Coronavirus: Foreigners leave N Korea on first commercial flight for weeks


Joachim Bergstrom

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Joachim Bergstrom/Twitter

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‘Never been happier’: Swedish ambassador Joachim Bergstrom posted this picture last week after the quarantine ended

Around 60 foreigners who were quarantined for weeks in the North Korean capital, Pyongyang, have finally left the country.

The Air Koryo flight to Vladivostok is the first commercial flight to leave North Korea in over a month, said specialist news site NK News.

Flight KOR271 landed in the far-eastern Russian city on Monday morning.

The embassy staff who left had been confined to their compounds for weeks during February and early March.

North Korea quarantined hundreds of foreigners in the capital in an attempt to stop the coronavirus from breaking out.

Russian ambassador Alexander Matsegora described the conditions as “morally crushing”.

There have been no reported cases of coronavirus in North Korea, though some experts have cast doubt on this.

North Korea borders China, where the virus emerged, and South Korea, where there has been a major outbreak.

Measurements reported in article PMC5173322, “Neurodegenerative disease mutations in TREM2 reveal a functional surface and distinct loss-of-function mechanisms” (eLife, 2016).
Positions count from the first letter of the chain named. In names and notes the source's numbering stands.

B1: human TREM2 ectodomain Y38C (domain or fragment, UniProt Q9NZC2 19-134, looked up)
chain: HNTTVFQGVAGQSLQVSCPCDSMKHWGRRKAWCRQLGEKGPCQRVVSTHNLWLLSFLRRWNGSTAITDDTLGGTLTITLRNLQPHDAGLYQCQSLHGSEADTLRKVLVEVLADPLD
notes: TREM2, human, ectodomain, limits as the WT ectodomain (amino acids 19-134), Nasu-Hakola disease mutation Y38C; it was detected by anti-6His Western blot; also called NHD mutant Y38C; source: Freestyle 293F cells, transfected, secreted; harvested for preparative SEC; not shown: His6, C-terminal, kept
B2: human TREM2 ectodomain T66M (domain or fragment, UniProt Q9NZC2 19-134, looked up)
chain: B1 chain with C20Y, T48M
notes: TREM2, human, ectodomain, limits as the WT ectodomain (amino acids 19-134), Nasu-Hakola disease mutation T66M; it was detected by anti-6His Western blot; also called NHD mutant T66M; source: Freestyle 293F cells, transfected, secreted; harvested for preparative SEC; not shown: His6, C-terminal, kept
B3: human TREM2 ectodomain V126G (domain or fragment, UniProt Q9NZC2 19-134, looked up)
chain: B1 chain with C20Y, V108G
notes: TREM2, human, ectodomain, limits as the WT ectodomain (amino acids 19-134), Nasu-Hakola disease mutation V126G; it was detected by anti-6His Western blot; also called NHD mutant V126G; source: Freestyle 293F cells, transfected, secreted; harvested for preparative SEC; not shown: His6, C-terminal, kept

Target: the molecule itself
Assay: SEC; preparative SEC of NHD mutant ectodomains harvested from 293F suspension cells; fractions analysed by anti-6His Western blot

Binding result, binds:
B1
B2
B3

Flight KOR271 left Pyongyang at 08:40 local time on Monday (23:40 on Sunday) and arrived in Vladivostok at 10:47, said flight tracking site FlightAware.

At least 60 diplomats and embassy staff were thought to be on the flight. It’s not known how or when they will return to their home countries.

The British ambassador to North Korea tweeted early on Monday that he was “sad to say farewell to colleagues from [the] Germany Embassy and French Office”.

Colin Crooks added that other embassies were closing temporarily but that the British embassy would remain open.

He also tweeted pictures showing two white minivans taking staff to the airport.

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Colin Crooks/Twitter

North Korea had previously quarantined around 380 foreigners – mostly diplomats and staff in Pyongyang – in their compounds for at least 30 days.

It lifted the restrictions last week after more than a month.

Swedish ambassador Joachim Bergstrom reacting by tweeting a selfie with the caption: “I have never been happier standing on Kim ll Sung Square.”

However, foreigners’ interactions with locals were still restricted, said NK News, as they were not allowed to visit restaurants, shops, gyms and hotels in the city.

There are concerns that North Korea, which is subject to international sanctions, lacks the health infrastructure to test and treat those infected.

The number of infections worldwide is more than 107,000, with about 3,600 deaths.


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